Plant-Based Foods for Skin Health

Reported effects of plant-based foods and extracts on the skin.

Plant-Based Foods for Skin Health: A Narrative Review

“Collectively, the evidence to date suggests a promising future for plant-based dietary interventions that promote skin barrier health and function.”

In conclusion, clinical studies in the field of nutrition and skin research support growing evidence to help dietitians make targeted dietary recommendations. More investigations on whole foods and beverages, as well as those fortified with plant-based extracts, are needed to extend current findings.

From the study:

Skin, the largest organ in the human body, acts as a barrier to protect internal organs and cells from external elements. It also helps regulate body temperature, mediates sensations of touch, and produces vitamin D, a key regulator of bone, immune, and vascular health.3 Both intrinsic and extrinsic factors affect skin health and aging.4 An individual’s genetic background influences intrinsic factors such as skin pigmentation, skin thickness, microvasculature structure, and sex hormones.4 Extrinsic factors such as smoking, diet, sleep, exercise, chronic diseases, and environmental factors including temperature, pollution, humidity, and UV radiation (UVR) can increase inflammation and oxidative stress that accelerate skin aging.4, 5, 6 Indeed, repeated UVR exposure can increase pro-inflammatory cytokines that contribute to the development of wrinkles and adverse pigmentation of the skin.7 Moreover, age- or obesity-related induction of protein glycation and inflammation can increase skin rigidity and impair skin repair.8

Suboptimal nutrition can adversely affect skin health, as evidenced in studies of micronutrient deficiencies. For example, deficiencies of vitamin A and vitamin C (VitC) can lead to thickening of the skin.9 Poor wound healing has been observed with deficiencies of VitC and essential fatty acids,9, 10, 11 and petechiae can be a result of vitamin E and vitamin K deficiencies.9 Inadequate intakes of riboflavin, niacin, pyridoxine, biotin, zinc, and essential fatty acids can lead to various forms of dermatitis.9,12 Classic studies on pellagra13 and acrodermatitis enteropathica14 identified niacin and zinc deficiencies, respectively, as causative factors. Although the data on micronutrient deficiencies are extensive, data on how specific foods or diets can influence skin health in well-nourished populations are limited.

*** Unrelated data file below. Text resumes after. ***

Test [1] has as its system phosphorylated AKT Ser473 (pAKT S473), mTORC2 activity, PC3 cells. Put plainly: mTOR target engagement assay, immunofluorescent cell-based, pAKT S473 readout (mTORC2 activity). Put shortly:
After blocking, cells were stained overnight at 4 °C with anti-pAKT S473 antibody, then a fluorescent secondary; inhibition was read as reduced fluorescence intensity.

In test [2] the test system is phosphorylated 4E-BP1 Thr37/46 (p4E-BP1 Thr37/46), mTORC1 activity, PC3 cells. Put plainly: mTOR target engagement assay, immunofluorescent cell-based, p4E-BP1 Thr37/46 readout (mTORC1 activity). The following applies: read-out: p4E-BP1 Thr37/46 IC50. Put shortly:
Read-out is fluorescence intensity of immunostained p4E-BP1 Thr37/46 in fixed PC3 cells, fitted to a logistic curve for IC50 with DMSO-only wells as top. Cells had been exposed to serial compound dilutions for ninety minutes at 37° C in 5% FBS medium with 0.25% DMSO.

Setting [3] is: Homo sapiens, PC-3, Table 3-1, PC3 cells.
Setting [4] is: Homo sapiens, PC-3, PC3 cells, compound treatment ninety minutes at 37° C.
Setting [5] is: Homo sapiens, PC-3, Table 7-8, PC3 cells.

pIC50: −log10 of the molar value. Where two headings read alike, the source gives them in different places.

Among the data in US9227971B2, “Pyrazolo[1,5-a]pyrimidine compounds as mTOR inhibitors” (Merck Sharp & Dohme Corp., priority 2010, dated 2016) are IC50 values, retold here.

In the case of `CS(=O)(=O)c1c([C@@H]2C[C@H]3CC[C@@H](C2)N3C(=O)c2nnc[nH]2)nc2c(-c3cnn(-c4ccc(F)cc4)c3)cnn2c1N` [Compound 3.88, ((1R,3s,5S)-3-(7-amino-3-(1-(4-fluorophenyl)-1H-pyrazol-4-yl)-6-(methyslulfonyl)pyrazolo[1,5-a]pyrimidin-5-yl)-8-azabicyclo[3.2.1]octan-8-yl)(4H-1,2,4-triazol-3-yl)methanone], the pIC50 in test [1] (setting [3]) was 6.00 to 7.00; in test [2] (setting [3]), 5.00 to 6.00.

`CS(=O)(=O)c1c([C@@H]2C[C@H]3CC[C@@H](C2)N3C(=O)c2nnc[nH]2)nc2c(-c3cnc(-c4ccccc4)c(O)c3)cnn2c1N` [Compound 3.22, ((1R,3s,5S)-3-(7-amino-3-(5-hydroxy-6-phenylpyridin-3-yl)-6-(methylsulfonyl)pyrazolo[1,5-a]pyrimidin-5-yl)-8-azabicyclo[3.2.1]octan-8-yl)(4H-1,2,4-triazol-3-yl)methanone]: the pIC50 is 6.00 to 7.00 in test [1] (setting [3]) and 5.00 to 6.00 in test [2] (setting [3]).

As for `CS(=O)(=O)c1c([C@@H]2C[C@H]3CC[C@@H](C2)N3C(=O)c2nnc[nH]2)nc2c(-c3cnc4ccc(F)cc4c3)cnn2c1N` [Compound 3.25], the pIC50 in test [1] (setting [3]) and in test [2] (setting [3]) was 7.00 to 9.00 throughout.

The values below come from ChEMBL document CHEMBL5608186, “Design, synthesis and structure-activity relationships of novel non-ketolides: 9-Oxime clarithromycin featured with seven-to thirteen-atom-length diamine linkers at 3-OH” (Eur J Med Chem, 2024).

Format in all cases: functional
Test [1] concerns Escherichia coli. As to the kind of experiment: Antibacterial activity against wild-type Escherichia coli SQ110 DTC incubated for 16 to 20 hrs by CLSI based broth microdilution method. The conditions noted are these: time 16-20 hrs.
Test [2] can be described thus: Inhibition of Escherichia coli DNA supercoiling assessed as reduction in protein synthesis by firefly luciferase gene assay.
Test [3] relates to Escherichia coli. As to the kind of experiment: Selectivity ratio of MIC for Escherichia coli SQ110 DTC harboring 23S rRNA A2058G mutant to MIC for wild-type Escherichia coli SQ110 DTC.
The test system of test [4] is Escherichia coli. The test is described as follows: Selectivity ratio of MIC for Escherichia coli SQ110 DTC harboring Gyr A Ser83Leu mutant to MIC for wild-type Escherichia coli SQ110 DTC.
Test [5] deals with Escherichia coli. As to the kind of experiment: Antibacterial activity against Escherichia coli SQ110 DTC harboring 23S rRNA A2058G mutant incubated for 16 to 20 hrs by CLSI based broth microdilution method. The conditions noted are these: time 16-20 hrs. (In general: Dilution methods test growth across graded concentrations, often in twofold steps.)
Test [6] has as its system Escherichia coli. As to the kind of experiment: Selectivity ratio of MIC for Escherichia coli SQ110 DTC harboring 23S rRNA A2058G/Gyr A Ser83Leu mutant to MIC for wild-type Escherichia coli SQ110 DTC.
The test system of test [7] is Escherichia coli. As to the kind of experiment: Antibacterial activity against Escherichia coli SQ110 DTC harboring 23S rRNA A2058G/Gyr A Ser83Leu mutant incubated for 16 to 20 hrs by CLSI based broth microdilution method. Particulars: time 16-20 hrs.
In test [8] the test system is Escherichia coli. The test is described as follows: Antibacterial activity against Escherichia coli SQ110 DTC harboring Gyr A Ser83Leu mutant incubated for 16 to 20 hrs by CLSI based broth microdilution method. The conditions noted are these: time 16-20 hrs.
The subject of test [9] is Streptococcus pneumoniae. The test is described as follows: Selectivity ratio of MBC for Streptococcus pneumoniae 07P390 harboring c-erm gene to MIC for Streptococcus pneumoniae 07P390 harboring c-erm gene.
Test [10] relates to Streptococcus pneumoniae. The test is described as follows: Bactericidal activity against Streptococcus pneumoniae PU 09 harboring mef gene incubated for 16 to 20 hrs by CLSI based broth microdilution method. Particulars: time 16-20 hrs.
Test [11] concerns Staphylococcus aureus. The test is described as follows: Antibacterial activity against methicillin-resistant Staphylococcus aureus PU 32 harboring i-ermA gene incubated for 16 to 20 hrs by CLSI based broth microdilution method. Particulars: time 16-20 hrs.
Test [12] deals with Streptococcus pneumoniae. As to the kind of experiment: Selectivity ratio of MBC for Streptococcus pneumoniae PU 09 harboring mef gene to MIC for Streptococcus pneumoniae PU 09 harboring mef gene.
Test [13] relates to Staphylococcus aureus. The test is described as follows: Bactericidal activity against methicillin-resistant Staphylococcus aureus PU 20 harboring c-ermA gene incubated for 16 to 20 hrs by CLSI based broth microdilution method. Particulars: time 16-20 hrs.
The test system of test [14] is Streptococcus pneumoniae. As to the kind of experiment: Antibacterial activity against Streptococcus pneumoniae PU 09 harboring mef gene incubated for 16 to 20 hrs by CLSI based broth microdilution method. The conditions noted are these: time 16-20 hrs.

Epidemiological studies suggest that abundant dietary intakes of specific plant-based foods are key in the maintenance of skin barrier health and function. A robust intake of vegetables, olive oil, and legumes was correlated with lower actinic skin damage caused by long-term UVR exposure among 2000 people aged 70 and older in Australia, Greece, China, Japan, and Sweden.1 Better adherence to the Dutch Healthy Diet Index guidelines that promote a diet rich in fruits and include yogurt, milk, and vegetables was significantly associated with fewer wrinkles in women.2 Among Japanese women, a significant inverse association has been observed between wrinkling and green and yellow vegetable intake.15 In contrast, diets consisting mainly of meat, refined grains, snacks, soft drinks, coffee, and alcoholic beverages were associated with more wrinkling in women.2

Plant-based foods are rich in polyphenols, carotenoids, and select vitamins typically not found in appreciable amounts in other food categories. However, each food has a unique nutrient profile that provides an array of bioactive compounds that either alone or synergistically may afford protection for the skin.

Given this information, we conducted a preliminary survey of recent literature on the potential effects of plant foods on skin barrier health and function. A majority of the trials discussed used study designs of dietary components and foods individually, at times, above dietary recommendations. However, the goal of this review is to spark interest in this field, as well as provide an overview of the available data for both the public and nutrition professionals who have an interest in the role of diet for the maintenance of skin barrier health and function. This review aims to provide more specificity in terms of the fruits and vegetables that may improve skin barrier function and meet the recommendations of the 2020-2025 Dietary Guidelines for Americans (DGAs).